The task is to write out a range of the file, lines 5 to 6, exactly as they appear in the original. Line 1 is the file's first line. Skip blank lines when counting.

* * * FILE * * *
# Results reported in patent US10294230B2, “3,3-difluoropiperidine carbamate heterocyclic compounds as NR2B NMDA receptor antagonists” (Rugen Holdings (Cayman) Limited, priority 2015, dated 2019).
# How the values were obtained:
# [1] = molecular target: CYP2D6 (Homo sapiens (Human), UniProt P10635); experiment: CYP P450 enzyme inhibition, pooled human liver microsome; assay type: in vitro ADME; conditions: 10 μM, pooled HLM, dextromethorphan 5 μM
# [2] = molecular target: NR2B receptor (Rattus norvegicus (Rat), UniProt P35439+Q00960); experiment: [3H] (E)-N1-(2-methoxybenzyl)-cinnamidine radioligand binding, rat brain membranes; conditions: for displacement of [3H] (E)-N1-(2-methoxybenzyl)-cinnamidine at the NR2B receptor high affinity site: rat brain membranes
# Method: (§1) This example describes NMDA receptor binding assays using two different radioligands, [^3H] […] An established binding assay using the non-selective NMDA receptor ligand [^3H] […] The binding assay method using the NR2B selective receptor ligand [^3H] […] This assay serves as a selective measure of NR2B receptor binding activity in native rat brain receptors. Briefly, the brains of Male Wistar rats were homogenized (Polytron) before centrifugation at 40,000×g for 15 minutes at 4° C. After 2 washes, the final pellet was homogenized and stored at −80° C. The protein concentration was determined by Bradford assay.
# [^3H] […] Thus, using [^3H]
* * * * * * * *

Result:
# Method: (§1) This example describes NMDA receptor binding assays using two different radioligands, [^3H] […] An established binding assay using the non-selective NMDA receptor ligand [^3H] […] The binding assay method using the NR2B selective receptor ligand [^3H] […] This assay serves as a selective measure of NR2B receptor binding activity in native rat brain receptors. Briefly, the brains of Male Wistar rats were homogenized (Polytron) before centrifugation at 40,000×g for 15 minutes at 4° C. After 2 washes, the final pellet was homogenized and stored at −80° C. The protein concentration was determined by Bradford assay.
# [^3H] […] Thus, using [^3H]